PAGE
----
In high school my brother started calling me “Sooch” and I seized it. Anything to get me away from raw fish. Even though some of my dearest childhood friends still call me “Soochee,” I started shifting to “Sooch” in college. From meeting my friends in Tilton Hall that first week of college to my tennis team, Sooch became a comforting name mostly because it reminded me of my brother and of home.

I did not start using my full name until after law school. As I entered the law firm, I introduced myself as “Sucharita, rhymes with margarita.” My mom was around one day as I said that and she cringed. It was still far from its beautiful pronunciation but at least it had no trace of raw fish anymore. Now I was an alcoholic beverage and one that most people liked. (Side note: Kamala Harris in the preface to her 2019 memoir, “The Truths We Hold” writes: “First, my name is pronounced “comma-la” like the punctuation mark.”)

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Having a four-syllable first name means that people take liberty to shorten it. I cannot tell you how many times I have been asked whether somebody can call me “Sue” or “Rita”. If somebody introduces themselves as John, is it ok to then ask to call them Josh? No, it is not. These days, I have little tolerance for such questions and simply reply “no, that is not my name.” But as a young woman entering the legal profession on the bottom of that totem pole, there were many times that I did not speak this truth. I would let these little transgressions pass without incident or mention. Privilege and power breed ignorance and subversion rendering the one with lesser power susceptible to such manipulation of something so basic as one’s own name.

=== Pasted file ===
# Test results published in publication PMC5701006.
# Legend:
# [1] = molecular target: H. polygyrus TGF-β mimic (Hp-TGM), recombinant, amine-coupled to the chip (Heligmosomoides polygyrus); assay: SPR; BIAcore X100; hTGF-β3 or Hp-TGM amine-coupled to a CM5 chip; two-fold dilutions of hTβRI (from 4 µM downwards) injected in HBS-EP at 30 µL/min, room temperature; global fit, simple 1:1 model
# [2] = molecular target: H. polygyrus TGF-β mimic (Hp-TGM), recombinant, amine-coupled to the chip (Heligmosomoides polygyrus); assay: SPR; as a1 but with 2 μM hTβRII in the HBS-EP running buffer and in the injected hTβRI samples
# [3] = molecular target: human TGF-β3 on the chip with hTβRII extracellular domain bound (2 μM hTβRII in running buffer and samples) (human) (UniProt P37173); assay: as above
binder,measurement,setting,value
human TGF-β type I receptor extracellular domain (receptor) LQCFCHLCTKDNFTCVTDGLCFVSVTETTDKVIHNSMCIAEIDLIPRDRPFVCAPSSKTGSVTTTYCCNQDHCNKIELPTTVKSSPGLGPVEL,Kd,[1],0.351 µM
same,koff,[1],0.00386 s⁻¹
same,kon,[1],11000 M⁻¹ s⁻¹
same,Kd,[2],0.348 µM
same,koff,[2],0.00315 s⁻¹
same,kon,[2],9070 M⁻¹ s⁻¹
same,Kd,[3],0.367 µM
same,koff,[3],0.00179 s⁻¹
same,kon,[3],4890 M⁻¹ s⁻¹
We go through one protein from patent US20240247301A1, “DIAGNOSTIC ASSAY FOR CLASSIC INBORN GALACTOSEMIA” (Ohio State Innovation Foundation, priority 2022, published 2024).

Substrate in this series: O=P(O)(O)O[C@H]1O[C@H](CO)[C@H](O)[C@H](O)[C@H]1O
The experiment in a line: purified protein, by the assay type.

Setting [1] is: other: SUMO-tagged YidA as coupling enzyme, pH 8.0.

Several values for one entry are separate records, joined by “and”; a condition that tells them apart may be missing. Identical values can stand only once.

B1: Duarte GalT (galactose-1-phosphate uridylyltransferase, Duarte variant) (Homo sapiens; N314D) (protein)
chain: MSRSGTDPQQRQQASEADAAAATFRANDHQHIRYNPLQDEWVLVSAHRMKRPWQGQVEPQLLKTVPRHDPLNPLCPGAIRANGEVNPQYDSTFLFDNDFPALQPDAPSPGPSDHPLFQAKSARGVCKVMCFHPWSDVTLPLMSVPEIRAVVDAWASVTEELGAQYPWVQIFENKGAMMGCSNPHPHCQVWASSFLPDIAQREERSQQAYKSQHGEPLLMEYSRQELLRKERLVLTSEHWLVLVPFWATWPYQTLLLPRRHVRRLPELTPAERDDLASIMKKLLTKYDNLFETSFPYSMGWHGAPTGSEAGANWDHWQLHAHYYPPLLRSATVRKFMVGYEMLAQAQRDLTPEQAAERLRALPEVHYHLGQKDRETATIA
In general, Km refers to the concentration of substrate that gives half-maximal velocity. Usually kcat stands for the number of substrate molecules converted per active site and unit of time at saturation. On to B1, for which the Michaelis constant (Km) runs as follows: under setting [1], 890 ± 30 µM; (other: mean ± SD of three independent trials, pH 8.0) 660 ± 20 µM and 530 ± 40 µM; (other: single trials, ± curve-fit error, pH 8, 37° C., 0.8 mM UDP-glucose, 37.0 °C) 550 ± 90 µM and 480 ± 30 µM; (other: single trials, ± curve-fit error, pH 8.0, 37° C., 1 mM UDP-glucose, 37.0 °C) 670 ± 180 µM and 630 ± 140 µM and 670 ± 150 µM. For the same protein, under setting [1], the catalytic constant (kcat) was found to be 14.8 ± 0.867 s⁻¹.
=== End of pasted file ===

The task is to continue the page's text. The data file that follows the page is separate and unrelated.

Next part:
Times are slowly changing. The frequency with which people ask to change my name is dwindling. There is more awareness about different cultures and the inappropriateness of certain questions. Movies and TV shows on Netflix, Amazon Prime and Hulu feature South Asians prominently and during this pandemic, pop culture has been kind to brown gals like me. Padma Lakshmi, Hassan Minhaj, Jameela Jamil and Maulik Pancholy have become household names. This year, Gitanjali Rao graced the cover of TIME as its 2020 Kid of the Year and of course, Kamala Harris was elected as the nation’s first Vice President woman of color. This is truly a different world than I grew up in and I am ever grateful.   

Recently, I started introducing myself with my correct pronunciation. It is still hard for me to do this. It has been ingrained in me to make people feel comfortable in an attempt to not be seen as other or different. Saying my name properly makes some people uncomfortable. 

Reclaiming my correct pronunciation, the same way that Kamala Harris has done, while scary, is also quite empowering. I still scan and sum up the person with whom I am entrusting with the correct pronunciation, fearful that they will make a comment like “what kind of name is that?” or simply, “what?” Or ignore me altogether and not register that I have just said a difficult name and that I am not worth the time to learn to say my name correctly. But then, I think of my children. And I am hopeful that one day my son will be able to proudly pronounce my name to his peers and my daughter Navya, will no longer have to say, “My name is Navya, rhymes with “luv ya.” In time, perhaps, I too will get over having my name mispronounced my entire life and trust others, trust new people and acquaintances, with the beauty of my given name. What’s in a name Juliet? Everything my dear.

Sucharita Varanasi is a corporate lawyer at MassMutual, a Fortune 100 company based in Springfield, MA. She is passionate about helping people and working towards systemic change through human rights advocacy. She leads MassMutual’s Pro Bono program, is President of the national SABA Foundation, the charitable arm of the South Asian Bar Association, and a 2020 Leadership Council on Legal Diversity Fellow. Last year, Sucharita volunteered with the Immigration Justice Campaign’s Dilley Pro Bono Project at the South Texas Family Residential Center providing pro bono services to detained immigrant women and children. Sucharita lives in Cambridge, MA with her husband and two children.